THE LABYRINTH MASTER
Hop in the way-back machine, Sherman, this re-run is from January, 2012
Labyrinth - Labyrinth is a game of physical skill consisting of a box with a maze on top with holes, and a steel marble. The object of the game is to try and tilt the playfield to guide the marble to the end of the maze, without letting it fall into any of the holes. The game features a suspended maze surface that rotates on two axes, each of which is controlled by a knob.
The other day while surfing the net, I saw a picture of this game. LABYRINTH. I was never very good at ping pong. I could never put the bee bees in the holes of those stupid Cracker Jack puzzles. It took me years to get a single side of the Rubik’s Cube all yellow.
I was a master at Labyrinth.
Pop brought this game home Christmas 1956. You had to maneuver a steel ball past 60 holes in a maze by tilting two axes of the surface, controlled by two knobs. We had no computers, no PlayStation or Game Boys. Labyrinth was our obsession.
It took my two brothers and me a week to get past the fourth hole. Zipping through 9-10 took another week to master. Getting by 25 was a bitch, and hole 43 took everyone out for at least a month. By the spring my brothers and I all managed to get that ball consistently to the end…60.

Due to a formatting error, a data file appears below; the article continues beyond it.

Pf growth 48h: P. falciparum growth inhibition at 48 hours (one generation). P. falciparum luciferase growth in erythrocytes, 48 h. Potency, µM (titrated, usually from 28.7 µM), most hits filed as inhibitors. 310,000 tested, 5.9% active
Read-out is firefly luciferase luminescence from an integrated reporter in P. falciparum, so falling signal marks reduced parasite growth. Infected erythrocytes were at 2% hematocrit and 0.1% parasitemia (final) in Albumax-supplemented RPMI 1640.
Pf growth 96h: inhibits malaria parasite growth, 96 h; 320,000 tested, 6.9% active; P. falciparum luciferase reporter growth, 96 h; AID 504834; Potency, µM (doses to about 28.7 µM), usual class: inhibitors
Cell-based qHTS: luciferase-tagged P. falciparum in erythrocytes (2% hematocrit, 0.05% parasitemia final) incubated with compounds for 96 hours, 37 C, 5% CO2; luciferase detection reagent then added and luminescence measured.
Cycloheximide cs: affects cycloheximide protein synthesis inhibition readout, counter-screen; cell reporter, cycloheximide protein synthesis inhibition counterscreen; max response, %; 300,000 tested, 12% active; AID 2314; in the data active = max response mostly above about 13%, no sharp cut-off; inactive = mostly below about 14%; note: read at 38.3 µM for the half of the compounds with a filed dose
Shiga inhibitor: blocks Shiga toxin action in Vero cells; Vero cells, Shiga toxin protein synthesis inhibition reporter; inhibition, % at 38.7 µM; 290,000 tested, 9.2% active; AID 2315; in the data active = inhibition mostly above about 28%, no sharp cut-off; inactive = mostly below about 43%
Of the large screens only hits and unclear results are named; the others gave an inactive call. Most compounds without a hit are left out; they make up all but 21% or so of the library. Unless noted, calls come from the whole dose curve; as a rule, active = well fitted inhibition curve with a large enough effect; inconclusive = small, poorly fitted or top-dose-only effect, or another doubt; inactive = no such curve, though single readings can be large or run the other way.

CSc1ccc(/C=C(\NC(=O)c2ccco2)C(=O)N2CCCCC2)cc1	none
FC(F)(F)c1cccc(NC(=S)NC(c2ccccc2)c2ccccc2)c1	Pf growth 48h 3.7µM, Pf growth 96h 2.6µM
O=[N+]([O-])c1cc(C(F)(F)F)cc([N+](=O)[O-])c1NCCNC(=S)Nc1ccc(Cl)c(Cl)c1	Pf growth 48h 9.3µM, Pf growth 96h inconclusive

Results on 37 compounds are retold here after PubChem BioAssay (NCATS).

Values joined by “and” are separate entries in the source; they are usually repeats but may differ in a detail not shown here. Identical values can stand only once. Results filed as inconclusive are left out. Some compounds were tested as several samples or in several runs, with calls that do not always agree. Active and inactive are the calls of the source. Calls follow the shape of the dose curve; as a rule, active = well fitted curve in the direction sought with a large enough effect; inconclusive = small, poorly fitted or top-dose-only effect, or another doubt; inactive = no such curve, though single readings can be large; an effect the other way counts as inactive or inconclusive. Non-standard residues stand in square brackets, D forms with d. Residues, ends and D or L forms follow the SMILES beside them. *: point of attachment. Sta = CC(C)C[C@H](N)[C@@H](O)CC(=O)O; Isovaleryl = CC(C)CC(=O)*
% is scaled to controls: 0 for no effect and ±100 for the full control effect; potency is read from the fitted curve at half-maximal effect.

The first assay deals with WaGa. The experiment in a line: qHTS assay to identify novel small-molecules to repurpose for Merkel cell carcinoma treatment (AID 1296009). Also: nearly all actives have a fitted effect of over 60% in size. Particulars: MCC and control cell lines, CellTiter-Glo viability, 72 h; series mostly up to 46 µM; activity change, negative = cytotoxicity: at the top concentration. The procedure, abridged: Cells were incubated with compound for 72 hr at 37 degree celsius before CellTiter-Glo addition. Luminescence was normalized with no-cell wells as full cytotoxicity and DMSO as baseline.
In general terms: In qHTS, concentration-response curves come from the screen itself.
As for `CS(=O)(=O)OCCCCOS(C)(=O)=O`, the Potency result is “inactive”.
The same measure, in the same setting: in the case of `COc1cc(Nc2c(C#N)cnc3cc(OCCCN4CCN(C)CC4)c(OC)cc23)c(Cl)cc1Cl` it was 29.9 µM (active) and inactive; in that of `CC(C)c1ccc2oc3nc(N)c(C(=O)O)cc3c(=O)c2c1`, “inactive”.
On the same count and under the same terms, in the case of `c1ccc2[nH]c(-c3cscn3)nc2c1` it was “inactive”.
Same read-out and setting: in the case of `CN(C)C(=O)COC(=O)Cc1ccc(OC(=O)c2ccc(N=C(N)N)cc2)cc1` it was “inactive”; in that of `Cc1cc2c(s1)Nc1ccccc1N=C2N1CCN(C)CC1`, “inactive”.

My brothers tired of the game. At only 10 years old I was not so easily bored.
Getting to 60 was not enough; I had to take that ball back to zero. Then back to 60 again. The record became 60 and back, six times, finally crapping out on the way back the seventh time at 43. Mastering the game to 60 and back was not the end of the game. I went for a greater challenge. I went for the gold. I started playing Labyrinth by controlling the knobs with my feet!
It was like starting all over again with the same stumbling blocks, hole 4 then 9-10, 25 and the ever difficult hole 43. After six weeks I was astonishing my older brothers with a record run of 60 and back, 60 and back, and out at hole 25 on the attempted third leg. The game mastered, I finally bored of the sport.
I never played again nor did I even see the game until my freshman year at college. Professors at school often rented out rooms for student’s dates on big weekends (My school, Lafayette, was an all male school.) When dropping off a date at an English professor’s home one weekend I saw the Labyrinth game on a living room table.
“Wow, I haven’t seen one of those in years!”
The professor related as to how the record in his family was maneuvering the ball all the way to the 25th hole.
“You want to try it?”
“It’s been years, but sure.”
I slid behind the maze-game and in four minutes, on my first try, I took the steel ball to 60 and back as if I had never stopped playing the game.
“Holy Crap! How did you do that?”
“Just lucky I guess.”
I decided not to tell him that I used to do it with my feet.